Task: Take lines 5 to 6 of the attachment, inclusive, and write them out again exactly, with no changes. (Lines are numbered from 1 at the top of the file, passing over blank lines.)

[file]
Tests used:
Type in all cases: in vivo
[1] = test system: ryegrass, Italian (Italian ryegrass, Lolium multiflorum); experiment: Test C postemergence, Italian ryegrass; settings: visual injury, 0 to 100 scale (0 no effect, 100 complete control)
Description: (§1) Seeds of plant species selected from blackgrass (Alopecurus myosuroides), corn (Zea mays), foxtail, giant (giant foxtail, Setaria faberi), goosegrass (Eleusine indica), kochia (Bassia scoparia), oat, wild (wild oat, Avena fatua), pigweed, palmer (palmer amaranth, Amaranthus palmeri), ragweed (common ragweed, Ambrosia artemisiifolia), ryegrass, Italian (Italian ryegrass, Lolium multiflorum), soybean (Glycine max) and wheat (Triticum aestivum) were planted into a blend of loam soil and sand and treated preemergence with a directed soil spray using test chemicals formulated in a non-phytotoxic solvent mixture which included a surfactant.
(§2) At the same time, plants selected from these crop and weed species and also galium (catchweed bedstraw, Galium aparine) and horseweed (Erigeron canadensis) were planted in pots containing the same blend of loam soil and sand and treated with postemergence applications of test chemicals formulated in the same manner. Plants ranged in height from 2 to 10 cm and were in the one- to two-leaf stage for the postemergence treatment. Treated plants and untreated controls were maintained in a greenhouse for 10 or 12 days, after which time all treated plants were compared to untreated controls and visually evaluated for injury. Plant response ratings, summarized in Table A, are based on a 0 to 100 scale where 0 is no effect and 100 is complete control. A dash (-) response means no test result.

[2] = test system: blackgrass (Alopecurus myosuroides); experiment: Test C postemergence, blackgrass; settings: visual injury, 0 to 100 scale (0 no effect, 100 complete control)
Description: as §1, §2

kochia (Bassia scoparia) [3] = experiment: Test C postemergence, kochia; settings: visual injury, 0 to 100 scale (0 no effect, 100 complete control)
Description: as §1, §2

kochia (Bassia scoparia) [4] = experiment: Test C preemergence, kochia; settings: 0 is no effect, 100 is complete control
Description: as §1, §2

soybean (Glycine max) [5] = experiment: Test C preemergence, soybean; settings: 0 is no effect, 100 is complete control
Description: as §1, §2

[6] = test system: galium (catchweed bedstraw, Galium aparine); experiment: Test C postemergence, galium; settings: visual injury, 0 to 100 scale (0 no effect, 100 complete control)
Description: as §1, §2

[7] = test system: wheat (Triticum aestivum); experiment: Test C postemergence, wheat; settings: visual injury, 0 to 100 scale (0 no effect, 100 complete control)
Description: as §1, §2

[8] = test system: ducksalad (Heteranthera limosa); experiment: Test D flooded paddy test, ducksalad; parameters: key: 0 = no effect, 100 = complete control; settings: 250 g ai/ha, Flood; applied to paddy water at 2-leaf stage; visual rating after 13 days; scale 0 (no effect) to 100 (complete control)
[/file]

(§2) At the same time, plants selected from these crop and weed species and also galium (catchweed bedstraw, Galium aparine) and horseweed (Erigeron canadensis) were planted in pots containing the same blend of loam soil and sand and treated with postemergence applications of test chemicals formulated in the same manner. Plants ranged in height from 2 to 10 cm and were in the one- to two-leaf stage for the postemergence treatment. Treated plants and untreated controls were maintained in a greenhouse for 10 or 12 days, after which time all treated plants were compared to untreated controls and visually evaluated for injury. Plant response ratings, summarized in Table A, are based on a 0 to 100 scale where 0 is no effect and 100 is complete control. A dash (-) response means no test result.

[2] = test system: blackgrass (Alopecurus myosuroides); experiment: Test C postemergence, blackgrass; settings: visual injury, 0 to 100 scale (0 no effect, 100 complete control)